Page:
Please allow at least 3 months for each round of peer review.
Accepted papers follow the pipeline for publication: copyediting, typesetting, proofs by the author and the editor, and publication OnlineFirst. The papers that have been published online are later assigned to an issue.
Submission checklist upon acceptance
When submitting the final version of your accepted manuscript, in addition to following the guidelines above, please be sure that you also include:
- a one-paragraph abstract of your article
- a list of approximately five keywords to aid in searching and indexing
- a short (2-3 sentence) professional profile
- an affiliation, mailing address, and email of all authors.
The first author of a contribution will receive a PDF of first proofs of the article for correction via email and will be requested to return the corrections to the journal editor within 7 days of receipt. Acrobat Reader can be downloaded for free from www.adobe.com, which will enable you to read and print the file. Please limit corrections to the essential. Please make sure that all your changes are visible by using sticky note comments, ‘highlight’ and ‘insert’ functions, but not altering the pdf itself. It is at the publisher’s discretion not to implement substantial textual changes or to charge the author. If it is absolutely necessary to change larger chunks of text (i.e., more than just a few words), it is best to submit the changes in a separate WORD document (with identical PDF).
Please contact the journal editor if you cannot handle proofs for your article in electronic format (i.e., receive the proofs as a PDF-attachment at your email address).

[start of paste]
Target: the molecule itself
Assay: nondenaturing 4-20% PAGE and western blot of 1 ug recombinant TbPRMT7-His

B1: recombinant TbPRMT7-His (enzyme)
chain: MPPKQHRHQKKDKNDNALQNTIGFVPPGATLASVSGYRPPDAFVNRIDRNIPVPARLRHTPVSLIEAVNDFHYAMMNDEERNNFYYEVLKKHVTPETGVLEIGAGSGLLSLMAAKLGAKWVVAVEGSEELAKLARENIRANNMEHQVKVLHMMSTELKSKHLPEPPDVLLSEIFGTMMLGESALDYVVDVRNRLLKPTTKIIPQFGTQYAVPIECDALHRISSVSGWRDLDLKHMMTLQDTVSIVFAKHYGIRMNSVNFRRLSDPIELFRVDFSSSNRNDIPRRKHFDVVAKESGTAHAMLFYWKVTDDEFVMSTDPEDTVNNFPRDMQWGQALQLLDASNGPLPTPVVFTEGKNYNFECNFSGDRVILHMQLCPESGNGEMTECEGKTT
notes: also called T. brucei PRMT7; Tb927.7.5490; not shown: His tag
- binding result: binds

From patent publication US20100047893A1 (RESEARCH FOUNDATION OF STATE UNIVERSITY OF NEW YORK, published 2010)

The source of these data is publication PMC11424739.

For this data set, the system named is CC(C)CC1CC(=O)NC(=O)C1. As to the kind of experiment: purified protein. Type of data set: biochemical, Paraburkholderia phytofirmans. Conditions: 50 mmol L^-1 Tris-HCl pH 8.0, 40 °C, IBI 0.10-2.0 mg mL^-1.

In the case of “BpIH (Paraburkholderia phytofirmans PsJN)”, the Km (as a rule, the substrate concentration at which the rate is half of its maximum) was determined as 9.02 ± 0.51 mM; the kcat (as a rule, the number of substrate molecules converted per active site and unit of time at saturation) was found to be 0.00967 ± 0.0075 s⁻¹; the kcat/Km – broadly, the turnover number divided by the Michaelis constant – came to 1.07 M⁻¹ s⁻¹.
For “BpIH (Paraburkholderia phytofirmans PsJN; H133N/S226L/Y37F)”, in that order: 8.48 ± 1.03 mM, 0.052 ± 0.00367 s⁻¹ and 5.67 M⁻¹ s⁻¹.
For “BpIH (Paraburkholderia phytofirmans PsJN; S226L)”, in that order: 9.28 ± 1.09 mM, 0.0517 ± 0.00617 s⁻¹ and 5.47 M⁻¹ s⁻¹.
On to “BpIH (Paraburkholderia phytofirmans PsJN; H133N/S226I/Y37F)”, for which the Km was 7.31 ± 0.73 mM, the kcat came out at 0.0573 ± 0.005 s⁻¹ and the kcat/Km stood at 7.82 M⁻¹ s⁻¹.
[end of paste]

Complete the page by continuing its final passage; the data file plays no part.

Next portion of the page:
Book review maximum length is 1500 -2000 words, including references (no more than 4 references). The review should integrate both critical review of the book and cogent evaluation of chapter contents using reader-friendly language. While the review should be logically presented, avoid using formulaic structure that is bland and mechanic. Rather, consider organically structuring the review with compelling statements, supported by interesting observations and discerning views that can appeal to a wider readership of ARAL.
Both solicited and unsolicited reviews are welcome. However, if you would like to submit an unsolicited book review, please contact the book review editor to discuss your expression of interest (EOI) first and provide a statement about your academic background, expertise on the reviewed topic, and experience in research publishing. Postgraduate students in PhD or MPhil programs should also provide a statement of support from a supervisor or an academic mentor in their EOI before proceeding with their unsolicited reviews.
Including third party materials
If any third-party material is included in your tables and figures, please obtain necessary permissions from the copyright owners and include those with your submission or email them to araleditorgmail.com. The caption should include a full reference to the original source:
Figure/Table 1. Caption. Reprinted from/Adapted from “article/book title” by A. Author, year of publication, Journal Title, volume(issue), p. xx. Copyright [year] by Elsevier. Reprinted with permission from Publisher
All editorial correspondence should be sent to: